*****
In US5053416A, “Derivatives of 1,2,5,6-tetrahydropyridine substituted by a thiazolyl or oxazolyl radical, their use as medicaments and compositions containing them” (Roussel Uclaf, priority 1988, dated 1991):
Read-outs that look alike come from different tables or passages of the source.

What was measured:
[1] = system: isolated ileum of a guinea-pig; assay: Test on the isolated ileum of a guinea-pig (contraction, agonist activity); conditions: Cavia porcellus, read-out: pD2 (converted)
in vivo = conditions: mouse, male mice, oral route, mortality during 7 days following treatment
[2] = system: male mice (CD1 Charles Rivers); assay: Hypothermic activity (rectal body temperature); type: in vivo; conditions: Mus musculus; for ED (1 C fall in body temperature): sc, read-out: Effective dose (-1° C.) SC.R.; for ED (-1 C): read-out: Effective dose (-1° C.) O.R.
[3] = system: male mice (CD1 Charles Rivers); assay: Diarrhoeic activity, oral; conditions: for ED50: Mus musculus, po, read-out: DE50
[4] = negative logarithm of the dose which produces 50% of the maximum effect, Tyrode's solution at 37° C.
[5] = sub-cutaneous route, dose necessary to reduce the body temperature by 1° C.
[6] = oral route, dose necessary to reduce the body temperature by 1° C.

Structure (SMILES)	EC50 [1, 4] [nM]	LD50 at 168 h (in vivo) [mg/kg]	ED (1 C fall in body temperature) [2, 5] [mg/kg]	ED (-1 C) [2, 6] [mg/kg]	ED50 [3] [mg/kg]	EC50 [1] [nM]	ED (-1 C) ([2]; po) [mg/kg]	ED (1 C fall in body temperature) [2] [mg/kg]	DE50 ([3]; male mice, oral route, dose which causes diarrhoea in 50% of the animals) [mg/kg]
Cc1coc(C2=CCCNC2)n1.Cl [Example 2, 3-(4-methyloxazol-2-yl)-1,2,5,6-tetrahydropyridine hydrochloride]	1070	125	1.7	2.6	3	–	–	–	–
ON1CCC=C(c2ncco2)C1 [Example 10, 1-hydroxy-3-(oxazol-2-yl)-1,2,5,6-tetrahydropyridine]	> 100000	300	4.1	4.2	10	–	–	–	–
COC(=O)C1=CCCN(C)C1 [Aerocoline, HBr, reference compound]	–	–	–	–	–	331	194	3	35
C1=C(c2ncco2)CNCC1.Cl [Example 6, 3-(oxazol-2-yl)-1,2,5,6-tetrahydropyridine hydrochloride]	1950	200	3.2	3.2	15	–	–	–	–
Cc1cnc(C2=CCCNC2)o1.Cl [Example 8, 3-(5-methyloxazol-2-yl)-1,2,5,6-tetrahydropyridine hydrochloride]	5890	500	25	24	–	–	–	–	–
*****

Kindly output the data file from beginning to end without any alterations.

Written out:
In US5053416A, “Derivatives of 1,2,5,6-tetrahydropyridine substituted by a thiazolyl or oxazolyl radical, their use as medicaments and compositions containing them” (Roussel Uclaf, priority 1988, dated 1991):
Read-outs that look alike come from different tables or passages of the source.

What was measured:
[1] = system: isolated ileum of a guinea-pig; assay: Test on the isolated ileum of a guinea-pig (contraction, agonist activity); conditions: Cavia porcellus, read-out: pD2 (converted)
in vivo = conditions: mouse, male mice, oral route, mortality during 7 days following treatment
[2] = system: male mice (CD1 Charles Rivers); assay: Hypothermic activity (rectal body temperature); type: in vivo; conditions: Mus musculus; for ED (1 C fall in body temperature): sc, read-out: Effective dose (-1° C.) SC.R.; for ED (-1 C): read-out: Effective dose (-1° C.) O.R.
[3] = system: male mice (CD1 Charles Rivers); assay: Diarrhoeic activity, oral; conditions: for ED50: Mus musculus, po, read-out: DE50
[4] = negative logarithm of the dose which produces 50% of the maximum effect, Tyrode's solution at 37° C.
[5] = sub-cutaneous route, dose necessary to reduce the body temperature by 1° C.
[6] = oral route, dose necessary to reduce the body temperature by 1° C.

Structure (SMILES)	EC50 [1, 4] [nM]	LD50 at 168 h (in vivo) [mg/kg]	ED (1 C fall in body temperature) [2, 5] [mg/kg]	ED (-1 C) [2, 6] [mg/kg]	ED50 [3] [mg/kg]	EC50 [1] [nM]	ED (-1 C) ([2]; po) [mg/kg]	ED (1 C fall in body temperature) [2] [mg/kg]	DE50 ([3]; male mice, oral route, dose which causes diarrhoea in 50% of the animals) [mg/kg]
Cc1coc(C2=CCCNC2)n1.Cl [Example 2, 3-(4-methyloxazol-2-yl)-1,2,5,6-tetrahydropyridine hydrochloride]	1070	125	1.7	2.6	3	–	–	–	–
ON1CCC=C(c2ncco2)C1 [Example 10, 1-hydroxy-3-(oxazol-2-yl)-1,2,5,6-tetrahydropyridine]	> 100000	300	4.1	4.2	10	–	–	–	–
COC(=O)C1=CCCN(C)C1 [Aerocoline, HBr, reference compound]	–	–	–	–	–	331	194	3	35
C1=C(c2ncco2)CNCC1.Cl [Example 6, 3-(oxazol-2-yl)-1,2,5,6-tetrahydropyridine hydrochloride]	1950	200	3.2	3.2	15	–	–	–	–
Cc1cnc(C2=CCCNC2)o1.Cl [Example 8, 3-(5-methyloxazol-2-yl)-1,2,5,6-tetrahydropyridine hydrochloride]	5890	500	25	24	–	–	–	–	–